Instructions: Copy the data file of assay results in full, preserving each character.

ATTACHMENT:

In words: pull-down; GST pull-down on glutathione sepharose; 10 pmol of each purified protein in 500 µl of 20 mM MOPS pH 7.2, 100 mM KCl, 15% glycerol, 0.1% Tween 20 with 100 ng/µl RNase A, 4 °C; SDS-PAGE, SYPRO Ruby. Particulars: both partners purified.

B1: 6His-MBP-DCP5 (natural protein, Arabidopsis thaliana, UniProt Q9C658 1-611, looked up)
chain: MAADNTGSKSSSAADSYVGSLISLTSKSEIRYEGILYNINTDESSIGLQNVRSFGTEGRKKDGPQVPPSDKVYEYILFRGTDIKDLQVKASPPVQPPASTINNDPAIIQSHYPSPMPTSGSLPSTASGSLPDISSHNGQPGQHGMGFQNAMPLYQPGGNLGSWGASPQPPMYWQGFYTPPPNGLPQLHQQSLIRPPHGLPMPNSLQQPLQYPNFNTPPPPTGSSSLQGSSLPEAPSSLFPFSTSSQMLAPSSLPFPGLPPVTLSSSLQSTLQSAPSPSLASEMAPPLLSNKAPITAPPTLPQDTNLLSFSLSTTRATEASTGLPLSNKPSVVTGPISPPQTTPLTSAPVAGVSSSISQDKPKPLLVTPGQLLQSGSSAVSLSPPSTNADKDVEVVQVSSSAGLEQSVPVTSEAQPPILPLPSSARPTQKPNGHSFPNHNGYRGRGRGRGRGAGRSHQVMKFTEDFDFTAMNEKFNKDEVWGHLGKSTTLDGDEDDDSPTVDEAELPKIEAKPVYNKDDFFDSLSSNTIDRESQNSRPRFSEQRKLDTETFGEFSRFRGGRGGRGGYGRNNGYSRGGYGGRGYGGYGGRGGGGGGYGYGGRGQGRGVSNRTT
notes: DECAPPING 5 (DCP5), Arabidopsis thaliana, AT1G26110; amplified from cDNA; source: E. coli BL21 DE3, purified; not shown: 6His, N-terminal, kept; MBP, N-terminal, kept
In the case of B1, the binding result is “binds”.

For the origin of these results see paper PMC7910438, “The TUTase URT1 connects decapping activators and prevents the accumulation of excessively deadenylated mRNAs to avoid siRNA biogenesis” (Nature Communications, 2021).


In words: pull-down; GST pull-down on glutathione sepharose; 10 pmol of each purified protein in 500 µl of 20 mM MOPS pH 7.2, 100 mM KCl, 15% glycerol, 0.1% Tween 20 with 100 ng/µl RNase A, 4 °C; SDS-PAGE, SYPRO Ruby. Particulars: both partners purified.

B1: 6His-MBP-DCP5 (natural protein, Arabidopsis thaliana, UniProt Q9C658 1-611, looked up)
chain: MAADNTGSKSSSAADSYVGSLISLTSKSEIRYEGILYNINTDESSIGLQNVRSFGTEGRKKDGPQVPPSDKVYEYILFRGTDIKDLQVKASPPVQPPASTINNDPAIIQSHYPSPMPTSGSLPSTASGSLPDISSHNGQPGQHGMGFQNAMPLYQPGGNLGSWGASPQPPMYWQGFYTPPPNGLPQLHQQSLIRPPHGLPMPNSLQQPLQYPNFNTPPPPTGSSSLQGSSLPEAPSSLFPFSTSSQMLAPSSLPFPGLPPVTLSSSLQSTLQSAPSPSLASEMAPPLLSNKAPITAPPTLPQDTNLLSFSLSTTRATEASTGLPLSNKPSVVTGPISPPQTTPLTSAPVAGVSSSISQDKPKPLLVTPGQLLQSGSSAVSLSPPSTNADKDVEVVQVSSSAGLEQSVPVTSEAQPPILPLPSSARPTQKPNGHSFPNHNGYRGRGRGRGRGAGRSHQVMKFTEDFDFTAMNEKFNKDEVWGHLGKSTTLDGDEDDDSPTVDEAELPKIEAKPVYNKDDFFDSLSSNTIDRESQNSRPRFSEQRKLDTETFGEFSRFRGGRGGRGGYGRNNGYSRGGYGGRGYGGYGGRGGGGGGYGYGGRGQGRGVSNRTT
notes: DECAPPING 5 (DCP5), Arabidopsis thaliana, AT1G26110; amplified from cDNA; source: E. coli BL21 DE3, purified; not shown: 6His, N-terminal, kept; MBP, N-terminal, kept
In the case of B1, the binding result is “binds”.

For the origin of these results see paper PMC7910438, “The TUTase URT1 connects decapping activators and prevents the accumulation of excessively deadenylated mRNAs to avoid siRNA biogenesis” (Nature Communications, 2021).